During pregnancy, the uterus grows and expands to accommodate the growing fetus. After a vaginal birth, the uterus shrinks back down to normal size, ready for the next pregnancy. However, when a C-section is performed, an incision is made in the wall of the uterus to extract the fetus during delivery. The incision heals to a scar, which can alter the elasticity of the uterus during future pregnancies. According to researchers, not only do C-sections decrease uterine elasticity at the point of incision, but they also increase the risk of uterine rupture.
With each C-section, the risk of uterine rupture increases, say researchers from the UK Obstetric Surveillance System. The findings of the researchers have been published in PLoS Medicine. In addition to the number of C-sections, the time between C-sections and labor induction may also increase the risk of uterine rupture.
What is uterine rupture?
Uterine rupture occurs when the uterine splits during the pregnancy. Typically, the complication occurs during labor when the muscles of the uterine contract in an attempt to force the fetus into the birth canal. Contractions are a natural part of labor, but when uterine elasticity is compromised with one or more incision scars, the skin around the scar can give way – leading to a uterine rupture. If the uterus ruptures during pregnancy, the risk of maternal and/or fetal death increases exponentially.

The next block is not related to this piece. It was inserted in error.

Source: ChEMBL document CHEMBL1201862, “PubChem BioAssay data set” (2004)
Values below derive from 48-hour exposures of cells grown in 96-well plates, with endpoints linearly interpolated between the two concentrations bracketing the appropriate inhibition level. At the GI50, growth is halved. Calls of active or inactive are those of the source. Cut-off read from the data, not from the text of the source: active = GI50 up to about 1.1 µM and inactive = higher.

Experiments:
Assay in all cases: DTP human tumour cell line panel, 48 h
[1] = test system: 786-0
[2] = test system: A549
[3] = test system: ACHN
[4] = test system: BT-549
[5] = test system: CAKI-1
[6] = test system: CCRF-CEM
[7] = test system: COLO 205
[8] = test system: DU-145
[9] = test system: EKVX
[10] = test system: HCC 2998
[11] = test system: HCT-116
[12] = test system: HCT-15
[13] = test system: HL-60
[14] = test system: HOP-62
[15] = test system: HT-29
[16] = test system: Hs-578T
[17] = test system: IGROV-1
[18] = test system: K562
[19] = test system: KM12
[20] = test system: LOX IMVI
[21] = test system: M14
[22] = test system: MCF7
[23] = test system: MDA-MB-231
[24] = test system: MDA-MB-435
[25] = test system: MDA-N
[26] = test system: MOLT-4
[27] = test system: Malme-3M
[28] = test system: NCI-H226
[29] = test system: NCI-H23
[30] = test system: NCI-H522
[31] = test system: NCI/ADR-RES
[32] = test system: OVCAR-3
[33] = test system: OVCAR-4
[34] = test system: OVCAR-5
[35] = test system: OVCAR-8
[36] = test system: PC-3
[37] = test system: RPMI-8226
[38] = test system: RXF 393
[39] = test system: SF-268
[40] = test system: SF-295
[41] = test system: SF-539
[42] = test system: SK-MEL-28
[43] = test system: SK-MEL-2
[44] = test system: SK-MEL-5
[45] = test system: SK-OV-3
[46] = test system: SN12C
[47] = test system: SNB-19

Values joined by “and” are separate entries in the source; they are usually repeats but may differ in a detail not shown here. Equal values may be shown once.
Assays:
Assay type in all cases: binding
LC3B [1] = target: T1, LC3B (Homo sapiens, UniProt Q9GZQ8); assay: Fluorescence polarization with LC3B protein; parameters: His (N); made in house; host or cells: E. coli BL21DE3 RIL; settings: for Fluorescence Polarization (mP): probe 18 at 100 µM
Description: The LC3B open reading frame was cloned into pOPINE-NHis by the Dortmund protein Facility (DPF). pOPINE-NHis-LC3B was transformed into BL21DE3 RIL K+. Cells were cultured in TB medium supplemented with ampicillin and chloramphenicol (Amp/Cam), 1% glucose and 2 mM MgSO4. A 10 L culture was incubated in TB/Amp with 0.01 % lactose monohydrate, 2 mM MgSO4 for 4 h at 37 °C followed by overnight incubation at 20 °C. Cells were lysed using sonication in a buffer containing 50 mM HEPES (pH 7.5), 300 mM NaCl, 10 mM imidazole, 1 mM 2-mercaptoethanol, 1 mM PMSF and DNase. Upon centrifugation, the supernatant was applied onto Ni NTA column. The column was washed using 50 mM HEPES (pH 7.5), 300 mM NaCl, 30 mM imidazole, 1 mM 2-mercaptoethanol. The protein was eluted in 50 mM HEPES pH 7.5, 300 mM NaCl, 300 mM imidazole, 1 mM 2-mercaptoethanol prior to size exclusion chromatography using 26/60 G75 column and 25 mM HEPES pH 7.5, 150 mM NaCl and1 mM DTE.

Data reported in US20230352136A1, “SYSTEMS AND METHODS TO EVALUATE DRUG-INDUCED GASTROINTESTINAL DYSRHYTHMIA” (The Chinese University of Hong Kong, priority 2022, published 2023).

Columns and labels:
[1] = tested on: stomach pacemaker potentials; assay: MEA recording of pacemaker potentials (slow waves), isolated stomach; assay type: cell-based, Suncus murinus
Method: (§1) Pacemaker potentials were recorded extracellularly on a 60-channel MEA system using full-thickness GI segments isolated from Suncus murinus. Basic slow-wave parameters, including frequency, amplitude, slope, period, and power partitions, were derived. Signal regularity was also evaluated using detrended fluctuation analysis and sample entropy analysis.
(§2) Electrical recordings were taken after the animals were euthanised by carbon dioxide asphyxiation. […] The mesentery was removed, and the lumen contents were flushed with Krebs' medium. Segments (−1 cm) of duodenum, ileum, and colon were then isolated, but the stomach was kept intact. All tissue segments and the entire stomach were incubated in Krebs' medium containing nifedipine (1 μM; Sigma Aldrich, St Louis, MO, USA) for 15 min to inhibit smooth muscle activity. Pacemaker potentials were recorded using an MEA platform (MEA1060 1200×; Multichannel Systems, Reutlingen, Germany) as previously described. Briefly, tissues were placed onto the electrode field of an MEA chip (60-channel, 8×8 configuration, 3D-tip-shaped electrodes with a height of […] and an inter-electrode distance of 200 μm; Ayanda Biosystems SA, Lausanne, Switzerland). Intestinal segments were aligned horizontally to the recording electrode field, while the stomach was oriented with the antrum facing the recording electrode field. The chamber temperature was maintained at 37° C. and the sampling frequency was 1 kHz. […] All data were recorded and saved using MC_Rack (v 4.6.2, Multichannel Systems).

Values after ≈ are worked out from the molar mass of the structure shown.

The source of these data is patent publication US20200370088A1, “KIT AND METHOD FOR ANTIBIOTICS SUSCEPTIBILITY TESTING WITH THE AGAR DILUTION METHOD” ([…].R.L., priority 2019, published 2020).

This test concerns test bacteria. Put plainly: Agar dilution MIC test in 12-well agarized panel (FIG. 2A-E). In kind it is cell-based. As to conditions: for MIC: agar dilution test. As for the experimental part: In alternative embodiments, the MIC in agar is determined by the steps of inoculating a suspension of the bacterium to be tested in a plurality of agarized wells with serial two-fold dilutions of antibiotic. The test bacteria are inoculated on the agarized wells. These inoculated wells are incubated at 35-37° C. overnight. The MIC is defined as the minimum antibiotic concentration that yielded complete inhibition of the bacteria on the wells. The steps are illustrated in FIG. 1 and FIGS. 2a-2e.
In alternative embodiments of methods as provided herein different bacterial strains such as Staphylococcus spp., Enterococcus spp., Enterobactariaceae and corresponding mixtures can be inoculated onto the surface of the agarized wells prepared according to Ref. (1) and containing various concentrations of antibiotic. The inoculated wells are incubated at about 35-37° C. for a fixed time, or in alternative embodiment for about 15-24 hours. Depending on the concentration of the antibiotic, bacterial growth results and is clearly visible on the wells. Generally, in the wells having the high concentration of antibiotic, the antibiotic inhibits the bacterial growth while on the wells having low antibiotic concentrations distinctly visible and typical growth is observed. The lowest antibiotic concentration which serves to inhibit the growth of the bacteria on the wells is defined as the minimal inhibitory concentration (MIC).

During the study, researchers studied health records for nearly 160 women; about 140 of which had given birth previously via C-section. The overall rate of uterine rupture was just 0.2 in 1000. The highest rate of rupture occurred in women who’d undergone multiple C-sections prior to the study. Two of the women in the study died as a result of uterine rupture and 18 infants died soon after birth.
Researchers believe the study results are strong enough for obstetricians to keep a closer eye on women with a history of C-section deliveries.
Source: KE Fitzpatrick, JJ Kurinczuk, Z Alfirevic, P Spark, P Brocklehurst, et al. PLoS Medicine. 15 March, 2012.